How do you see the prospects of developmentof the relations between the twocountries, Austria and Romania ?
I am happy to say that both Romaniaand Austria lend some priority to the furtherdevelopment of bilateral relations.Each country is of growing importance forthe other. Invested capital and trade,migration and tourism, all of it is on agrowth path. There is a growing interdependence.I think that Romania willimprove her relations with many States byfulfilling the EU Mechanism ofCooperation and Verification. In thedomain of investments, the often repeatedmantra goes that Romania should care forpredictability and please refrain fromchanging the business conditions in anerratic manner.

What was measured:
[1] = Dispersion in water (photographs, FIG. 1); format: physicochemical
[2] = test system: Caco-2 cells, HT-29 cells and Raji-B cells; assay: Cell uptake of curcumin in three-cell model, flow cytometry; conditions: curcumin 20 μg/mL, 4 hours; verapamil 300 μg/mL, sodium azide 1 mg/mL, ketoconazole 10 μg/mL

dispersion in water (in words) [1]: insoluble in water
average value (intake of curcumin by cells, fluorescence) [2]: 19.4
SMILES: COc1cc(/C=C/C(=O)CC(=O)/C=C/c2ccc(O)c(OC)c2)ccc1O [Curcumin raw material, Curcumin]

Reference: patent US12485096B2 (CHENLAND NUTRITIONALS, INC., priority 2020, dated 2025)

Sometimes problems forAustrian companies arise fromlate payment of bills by theGovernment. We from theEmbassy continue to advertiseRomania as a good place for tradeand investments. Let me alsomention the Danube RegionStrategy of the EU. This is one ina whole range of examples whereRomania and Austria collaborateclosely and effectively. Both statesare reliable partners in manyinternational organisations. Withfull conviction I encourage personsto visit Romania personally.During this year 2014, theEmbassy staff await several groupsof visitors from my country totravel to Romania, and my wifeand I, we are always glad when weprivately spot Austrian touristssomewhere around. It is naturalthat Romania gets closer and closerintegrated within the EuropeanUnion, and bilateral relationscontinue to profit from this effect.There are for example growingnumbers of young Romanianswhich have studied or worked forsome time in Austria. I believethey see Austria not only as a landwhich they visit but quite naturallyas a part of their world.